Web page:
Thursday, December 6, 2012

The Bridge, The Ramps, and the Core--The Role of the Related Service Provider in the IEP



  Chapel Hill Snippets is glad to have Guest Blogger: Ashley Robinson once again!
 
 I have a question for all the school based related service providers and assistive technology professionals:  Have you ever struggled to explain your role in a student's education to a parent or teacher? As a speech-language pathologist at a middle and high school, I see many students who have received speech-language as a related service since preschool. In many cases I wonder if the role of the related service professional has been explained to the team. So, I came up with my own explanation.
A student who qualifies for special education services cannot access the curriculum (in most cases the Common Core).
The IEP is the bridge to the curriculum. It should address the skills that the student needs so that he can follow the Common Core. For example, there is a sixth grade boy who struggles with written expression.  Instead of writing a goal that states “Boy will write on grade level,” think about what is keeping this student from writing on grade level. Perhaps this student is not using complex sentences or is using ambiguous pronoun references.




The IEP team will work together to review data on a child and determine the needs of a particular student. In this case, the student does NOT require any related service support, so the special education teacher is the one building the bridge. Another possibility is that the team may find that a speech-language impairment is the primary disability holding the child back, and the SLP will be in charge of building that bridge. In either case, additional related service support is not needed.

 In my experience though, most students have a disability (think ADHD or specific learning disability) and language disorders (or sensory issues, or assistive tech issues....) are a part of that disability and require related service support to access the IEP.  The bridge cannot be built straight across - there needs to be a ramp.

This is how our lead SLP explained it to us, “If you take away the student's primary disability (e.g., ADHD), would they still have a language disorder?” This is a clinical judgement question for each student; however, I've found the answer to be “probably not.” Thus, speech-language is a related service.

Because I'm an SLP, I am going to use speech-language services as my example; however, this analogy applies to OT, PT, and Assistive Technology (at least with the model we work under in my school system).

Once the team determines that speech-language services are needed to address a goal (stay tuned for a future post on this), then the question is – what is the role of the SLP as a related service support provider? Here's what I think:

Related service is the RAMP to get on the bridge (i.e., the IEP). What language skills does the student require to even get on the bridge? Again, goals or objectives should be developed to address a student's language needs that are impeding him from accessing the IEP (e.g., explicit instruction in pronoun use or sentence construction). Once the student has mastered these skills, and is on the bridge, then the special education teacher is the one to continue moving forward to build the bridge.  Speech-language services are no longer necessary.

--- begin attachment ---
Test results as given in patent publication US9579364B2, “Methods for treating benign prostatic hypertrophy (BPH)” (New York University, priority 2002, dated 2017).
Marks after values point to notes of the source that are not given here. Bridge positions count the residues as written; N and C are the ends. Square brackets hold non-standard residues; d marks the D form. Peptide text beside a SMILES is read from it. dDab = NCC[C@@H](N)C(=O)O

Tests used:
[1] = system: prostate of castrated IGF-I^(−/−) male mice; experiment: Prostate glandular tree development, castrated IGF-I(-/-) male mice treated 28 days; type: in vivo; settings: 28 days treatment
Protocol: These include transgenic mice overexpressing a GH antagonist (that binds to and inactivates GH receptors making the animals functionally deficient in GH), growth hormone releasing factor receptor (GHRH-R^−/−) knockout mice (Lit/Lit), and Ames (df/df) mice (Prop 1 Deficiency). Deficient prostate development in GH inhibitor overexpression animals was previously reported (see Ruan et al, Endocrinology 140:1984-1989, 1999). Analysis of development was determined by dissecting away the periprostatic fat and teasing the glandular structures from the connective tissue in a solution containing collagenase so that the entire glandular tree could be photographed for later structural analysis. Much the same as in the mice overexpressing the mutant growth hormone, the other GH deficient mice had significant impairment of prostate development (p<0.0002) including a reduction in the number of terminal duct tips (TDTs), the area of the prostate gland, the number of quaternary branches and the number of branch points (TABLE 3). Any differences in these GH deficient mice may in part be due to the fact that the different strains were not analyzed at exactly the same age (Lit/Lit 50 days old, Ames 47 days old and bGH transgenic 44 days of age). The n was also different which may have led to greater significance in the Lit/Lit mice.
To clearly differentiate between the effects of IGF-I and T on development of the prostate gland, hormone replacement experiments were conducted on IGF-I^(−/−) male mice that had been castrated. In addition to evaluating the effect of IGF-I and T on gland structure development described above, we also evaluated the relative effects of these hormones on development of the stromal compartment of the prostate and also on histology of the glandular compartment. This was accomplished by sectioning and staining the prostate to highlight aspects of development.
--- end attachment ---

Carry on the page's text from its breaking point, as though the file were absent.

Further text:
Goals should address the needs of the student, and with each year, the student will (hopefully) close the gap until he or she is working on the curriculum (YAY!!). Some students will never have a bridge that stretches all of the say across; however, it is important that goals are systematic and are bringing that student as far as possible each year.

I'm curious to know what you think.  How do you see the role of the related service professional in the school?  Feel free to contact me with your thoughts and questions!

Ashley Robinson, MS, CCC-SLP and AT professional 
arobinson@chccs.k12.nc.us


Ashley's Bio:

I'll introduce myself: My name is Ashley Robinson and I am in my second year serving as a speech language pathologist and assistive technology professional in Chapel Hill Carrboro City Schools. Ruth Morgan (http://chapelhillsnippets.blogspot.com) was my AMAZING CF supervisor last year and Jim Tignor (http://shinobijimbo.blogspot.com) helps me to navigate the AT waters. They are the best mentors anyone could ask for and I am so lucky to have them. I am a PATH International certified therapeutic horseback riding instructor at NC Therapeutic Riding Center and I plan to pursue certification as a professional that practices hippotherapy. I'm passionate about both of my jobs- especially the possibility of combining technology and horses! When I'm not working, I'm usually thinking about work or enjoying NC. 

Chapel Hill Snippets needs to credit renowned OT and artist Jim Tignor for the graphics!  Thanks!


1 comment:

  1. I really like this post. It explains (with a visual!) something that I've struggled to understand in the past 2 yrs I've worked as an SLP in the schools. Other professionals have questioned my judgement when I dismiss a student with language impairment that affects their written expression and is addressed through a special education teacher. And although I know why I made the decision, it has been difficult for me to put into words. Thanks for the wonderful post!

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